The point is, figure out what you love doing, then do more of it.

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2. What are my greatest accomplishments in life so far?

Think about your past experiences and the things in your life you’re most proud of.

How did those accomplishments make you feel? Pretty darn good, right? So why not try and emulate those experiences and feelings?

If you ran a marathon once and loved the feeling you had afterwards, start training for another one. If your child grew up to be a star athlete or musician because of your teachings, then be a coach or mentor for other kids.

Continue to do the things that have been most fulfilling for you.

3. If my life had absolutely no limits, what would I choose to have and what would I choose to do?

Here’s a cool exercise: Think about what you would do if you had no limits.

If you had all the money and time in the world, where would you go? What would you do? Who would you spend time with?

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These answers can help you figure out what you want to do with your life. It doesn’t mean you need millions of dollars to be happy though.

What it does mean is answering these questions will help you set goals to reach certain milestones and create a path toward happiness and fulfillment. Which leads to our next question …

4. What are my goals in life?

Goals are a necessary component to set you up for a happy future. So answer these questions:

Once you figure out the answers to each of these, you’ll have a much better idea of what you should do with your life.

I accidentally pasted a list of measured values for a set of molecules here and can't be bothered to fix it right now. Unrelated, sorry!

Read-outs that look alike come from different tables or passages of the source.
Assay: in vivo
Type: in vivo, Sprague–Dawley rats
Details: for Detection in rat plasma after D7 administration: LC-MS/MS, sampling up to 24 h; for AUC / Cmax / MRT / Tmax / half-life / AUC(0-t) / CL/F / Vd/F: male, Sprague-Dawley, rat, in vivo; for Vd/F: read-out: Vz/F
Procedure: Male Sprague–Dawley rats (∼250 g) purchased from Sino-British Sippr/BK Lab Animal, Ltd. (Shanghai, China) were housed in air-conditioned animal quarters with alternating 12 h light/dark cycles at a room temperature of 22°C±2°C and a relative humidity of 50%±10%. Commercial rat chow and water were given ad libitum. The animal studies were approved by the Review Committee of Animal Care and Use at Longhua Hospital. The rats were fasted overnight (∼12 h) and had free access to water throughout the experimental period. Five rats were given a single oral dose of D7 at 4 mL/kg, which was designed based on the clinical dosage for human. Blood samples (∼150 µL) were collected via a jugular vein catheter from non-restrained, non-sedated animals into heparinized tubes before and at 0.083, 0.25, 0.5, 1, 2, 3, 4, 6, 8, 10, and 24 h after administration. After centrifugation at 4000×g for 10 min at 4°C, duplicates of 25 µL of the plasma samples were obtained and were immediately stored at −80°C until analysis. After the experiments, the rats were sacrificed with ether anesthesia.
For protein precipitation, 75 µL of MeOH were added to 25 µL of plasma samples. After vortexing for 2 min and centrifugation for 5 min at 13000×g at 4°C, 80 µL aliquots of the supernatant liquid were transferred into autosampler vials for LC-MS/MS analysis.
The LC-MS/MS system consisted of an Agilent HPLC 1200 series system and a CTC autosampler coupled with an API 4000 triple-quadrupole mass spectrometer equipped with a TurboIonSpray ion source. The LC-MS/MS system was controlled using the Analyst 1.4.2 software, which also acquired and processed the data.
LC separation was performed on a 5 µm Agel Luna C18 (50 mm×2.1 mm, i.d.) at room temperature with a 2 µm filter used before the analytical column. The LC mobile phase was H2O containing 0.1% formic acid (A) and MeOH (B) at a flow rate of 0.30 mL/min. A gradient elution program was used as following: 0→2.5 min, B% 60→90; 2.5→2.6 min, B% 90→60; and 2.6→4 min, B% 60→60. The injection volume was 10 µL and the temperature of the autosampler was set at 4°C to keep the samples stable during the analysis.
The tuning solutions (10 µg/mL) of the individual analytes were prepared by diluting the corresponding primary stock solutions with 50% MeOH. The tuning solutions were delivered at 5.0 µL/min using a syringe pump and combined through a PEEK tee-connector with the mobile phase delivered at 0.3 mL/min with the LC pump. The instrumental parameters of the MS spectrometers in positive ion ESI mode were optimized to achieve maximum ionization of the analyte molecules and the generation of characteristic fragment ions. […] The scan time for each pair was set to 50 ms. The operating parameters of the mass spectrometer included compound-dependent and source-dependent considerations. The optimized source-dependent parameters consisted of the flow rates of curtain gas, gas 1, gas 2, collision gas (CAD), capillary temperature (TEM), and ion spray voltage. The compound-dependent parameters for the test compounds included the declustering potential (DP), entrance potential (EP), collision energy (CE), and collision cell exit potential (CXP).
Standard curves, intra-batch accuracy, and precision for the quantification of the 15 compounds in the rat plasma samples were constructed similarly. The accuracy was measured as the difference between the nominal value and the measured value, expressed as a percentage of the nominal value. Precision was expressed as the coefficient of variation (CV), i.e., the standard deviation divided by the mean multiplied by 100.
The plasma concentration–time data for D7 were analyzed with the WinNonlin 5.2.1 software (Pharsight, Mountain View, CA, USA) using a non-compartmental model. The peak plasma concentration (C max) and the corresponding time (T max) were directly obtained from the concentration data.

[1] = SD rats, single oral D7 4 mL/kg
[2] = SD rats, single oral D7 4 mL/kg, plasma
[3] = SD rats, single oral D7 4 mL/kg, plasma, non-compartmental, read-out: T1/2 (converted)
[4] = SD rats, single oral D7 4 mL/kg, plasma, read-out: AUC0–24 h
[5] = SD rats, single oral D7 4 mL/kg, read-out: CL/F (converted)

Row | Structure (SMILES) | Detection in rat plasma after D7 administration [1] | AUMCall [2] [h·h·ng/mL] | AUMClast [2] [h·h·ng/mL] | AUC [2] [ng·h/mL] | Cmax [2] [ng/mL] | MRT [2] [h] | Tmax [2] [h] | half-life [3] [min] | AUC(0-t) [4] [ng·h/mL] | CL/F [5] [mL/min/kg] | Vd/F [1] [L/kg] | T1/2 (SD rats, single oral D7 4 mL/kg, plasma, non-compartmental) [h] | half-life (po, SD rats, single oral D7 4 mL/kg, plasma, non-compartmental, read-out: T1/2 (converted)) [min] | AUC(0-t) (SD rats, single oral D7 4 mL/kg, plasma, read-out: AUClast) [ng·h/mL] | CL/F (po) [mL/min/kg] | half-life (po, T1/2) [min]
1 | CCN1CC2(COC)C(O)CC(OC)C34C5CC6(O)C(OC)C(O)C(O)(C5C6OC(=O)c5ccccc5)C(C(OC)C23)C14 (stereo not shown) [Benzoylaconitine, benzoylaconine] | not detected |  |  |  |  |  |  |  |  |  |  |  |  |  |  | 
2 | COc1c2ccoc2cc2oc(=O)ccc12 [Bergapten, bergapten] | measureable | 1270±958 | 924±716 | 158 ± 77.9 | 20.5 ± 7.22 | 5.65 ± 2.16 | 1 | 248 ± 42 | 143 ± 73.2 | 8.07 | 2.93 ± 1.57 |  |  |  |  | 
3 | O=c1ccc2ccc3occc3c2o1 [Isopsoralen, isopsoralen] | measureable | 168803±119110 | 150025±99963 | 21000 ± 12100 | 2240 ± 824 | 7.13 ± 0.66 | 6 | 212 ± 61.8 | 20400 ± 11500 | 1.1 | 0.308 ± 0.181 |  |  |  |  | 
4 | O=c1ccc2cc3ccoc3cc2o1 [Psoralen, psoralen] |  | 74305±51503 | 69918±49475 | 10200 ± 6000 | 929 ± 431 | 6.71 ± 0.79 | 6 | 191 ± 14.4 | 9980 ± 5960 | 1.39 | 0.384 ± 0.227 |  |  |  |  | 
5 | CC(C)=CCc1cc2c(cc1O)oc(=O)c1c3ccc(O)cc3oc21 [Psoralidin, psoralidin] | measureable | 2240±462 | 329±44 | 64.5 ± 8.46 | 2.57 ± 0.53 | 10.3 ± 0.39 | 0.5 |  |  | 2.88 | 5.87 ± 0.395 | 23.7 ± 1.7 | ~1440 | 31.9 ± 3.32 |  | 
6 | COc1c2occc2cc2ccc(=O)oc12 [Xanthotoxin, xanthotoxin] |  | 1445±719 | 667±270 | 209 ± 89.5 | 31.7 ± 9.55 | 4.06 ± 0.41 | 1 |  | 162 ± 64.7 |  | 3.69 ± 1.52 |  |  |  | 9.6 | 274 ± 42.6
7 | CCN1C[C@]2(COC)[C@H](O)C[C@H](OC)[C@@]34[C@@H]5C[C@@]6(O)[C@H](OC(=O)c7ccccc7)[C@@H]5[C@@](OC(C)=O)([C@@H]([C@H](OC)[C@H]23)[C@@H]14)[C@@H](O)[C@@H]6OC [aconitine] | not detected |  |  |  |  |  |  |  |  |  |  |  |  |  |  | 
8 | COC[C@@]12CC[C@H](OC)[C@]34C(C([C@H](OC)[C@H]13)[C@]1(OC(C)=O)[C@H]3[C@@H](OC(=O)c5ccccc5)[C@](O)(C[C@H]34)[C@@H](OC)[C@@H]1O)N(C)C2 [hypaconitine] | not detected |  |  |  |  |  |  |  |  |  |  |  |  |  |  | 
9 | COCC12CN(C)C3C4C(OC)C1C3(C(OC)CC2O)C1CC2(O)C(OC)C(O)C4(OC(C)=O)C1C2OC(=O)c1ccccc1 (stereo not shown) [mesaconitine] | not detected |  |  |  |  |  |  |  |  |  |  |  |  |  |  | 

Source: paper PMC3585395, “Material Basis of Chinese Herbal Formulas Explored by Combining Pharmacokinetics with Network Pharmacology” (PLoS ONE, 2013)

5. Whom do I admire most in the world?

Following the path of successful people can set you up for success.

Think about the people you respect and admire most. What are their best qualities? Why do you respect them? What can you learn from them?

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You’re the average of the 5 people you spend the most time with.[1] So don’t waste your time with people who hold you back from achieving your dreams.

Spend more time with happy, successful, optimistic people and you’ll become one of them.

6. What do I not like to do?

An important part of figuring out what you want to do with your life is honestly assessing what you don’t want to do.

What are the things you despise? What bugs you the most about your current job?

Maybe you hate meetings even though you sit through 6 hours of them every day. If that’s the case, find a job where you can work more independently.

The point is, if you want something to change in your life, you need to take action. Which leads to our final question …

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7. How hard am I willing to work to get what I want?

Great accomplishments never come easy. If you want to do great things with your life, you’re going to have to make a great effort. That will probably mean putting in more hours the average person, getting outside your comfort zone and learning as much as you can to achieve as much as you can.

But here’s the cool part: it’s often the journey that is the most fulfilling part. It’s during these seemingly small, insignificant moments that you’ll often find that “aha” moments that helps you answer the question,

“What do I want to do with my life?”

So take the first step toward improving your life. You won’t regret it.

Featured photo credit: Andrew Ly via unsplash.com

Reference